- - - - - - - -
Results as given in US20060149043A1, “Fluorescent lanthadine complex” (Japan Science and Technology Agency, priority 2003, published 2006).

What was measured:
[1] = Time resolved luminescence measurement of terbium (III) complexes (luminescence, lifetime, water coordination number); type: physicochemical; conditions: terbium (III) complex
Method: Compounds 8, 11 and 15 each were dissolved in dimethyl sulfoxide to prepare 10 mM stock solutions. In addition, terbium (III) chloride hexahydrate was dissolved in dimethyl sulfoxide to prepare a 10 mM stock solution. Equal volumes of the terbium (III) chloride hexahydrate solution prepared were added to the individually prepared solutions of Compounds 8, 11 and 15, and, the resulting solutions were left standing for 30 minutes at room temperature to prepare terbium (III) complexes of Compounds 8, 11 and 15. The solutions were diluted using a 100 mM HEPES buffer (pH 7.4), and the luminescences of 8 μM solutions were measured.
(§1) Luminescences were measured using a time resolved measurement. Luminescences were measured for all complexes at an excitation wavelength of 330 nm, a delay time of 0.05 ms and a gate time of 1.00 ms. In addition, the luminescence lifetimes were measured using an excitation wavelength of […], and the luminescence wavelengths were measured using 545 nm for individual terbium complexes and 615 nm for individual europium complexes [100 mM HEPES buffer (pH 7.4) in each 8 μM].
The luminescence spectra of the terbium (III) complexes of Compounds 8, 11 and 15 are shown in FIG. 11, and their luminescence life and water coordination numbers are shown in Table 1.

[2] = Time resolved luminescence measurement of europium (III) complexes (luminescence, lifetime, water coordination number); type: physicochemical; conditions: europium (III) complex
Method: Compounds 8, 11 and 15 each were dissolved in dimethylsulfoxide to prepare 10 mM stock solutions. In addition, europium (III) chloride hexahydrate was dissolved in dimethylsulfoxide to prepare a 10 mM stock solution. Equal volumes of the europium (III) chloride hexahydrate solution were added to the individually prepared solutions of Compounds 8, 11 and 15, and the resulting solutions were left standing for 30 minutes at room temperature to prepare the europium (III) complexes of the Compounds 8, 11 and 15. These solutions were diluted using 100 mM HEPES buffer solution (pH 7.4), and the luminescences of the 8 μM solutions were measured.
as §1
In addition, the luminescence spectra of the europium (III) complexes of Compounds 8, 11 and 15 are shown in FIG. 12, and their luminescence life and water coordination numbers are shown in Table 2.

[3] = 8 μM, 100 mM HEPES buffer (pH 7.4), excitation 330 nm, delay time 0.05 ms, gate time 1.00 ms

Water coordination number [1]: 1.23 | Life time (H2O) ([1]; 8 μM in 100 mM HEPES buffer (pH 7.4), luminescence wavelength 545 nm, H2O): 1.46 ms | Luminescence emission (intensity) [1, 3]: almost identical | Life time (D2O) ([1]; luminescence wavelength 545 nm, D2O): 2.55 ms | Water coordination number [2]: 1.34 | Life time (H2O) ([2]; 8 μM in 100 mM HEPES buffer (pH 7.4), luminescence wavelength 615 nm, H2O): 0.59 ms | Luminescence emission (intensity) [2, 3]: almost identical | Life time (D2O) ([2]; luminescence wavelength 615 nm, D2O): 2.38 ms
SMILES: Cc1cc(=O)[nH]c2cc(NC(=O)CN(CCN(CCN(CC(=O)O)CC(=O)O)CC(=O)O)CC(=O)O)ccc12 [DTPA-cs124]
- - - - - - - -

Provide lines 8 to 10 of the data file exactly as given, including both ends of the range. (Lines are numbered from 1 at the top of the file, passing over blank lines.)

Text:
Method: Compounds 8, 11 and 15 each were dissolved in dimethylsulfoxide to prepare 10 mM stock solutions. In addition, europium (III) chloride hexahydrate was dissolved in dimethylsulfoxide to prepare a 10 mM stock solution. Equal volumes of the europium (III) chloride hexahydrate solution were added to the individually prepared solutions of Compounds 8, 11 and 15, and the resulting solutions were left standing for 30 minutes at room temperature to prepare the europium (III) complexes of the Compounds 8, 11 and 15. These solutions were diluted using 100 mM HEPES buffer solution (pH 7.4), and the luminescences of the 8 μM solutions were measured.
as §1
In addition, the luminescence spectra of the europium (III) complexes of Compounds 8, 11 and 15 are shown in FIG. 12, and their luminescence life and water coordination numbers are shown in Table 2.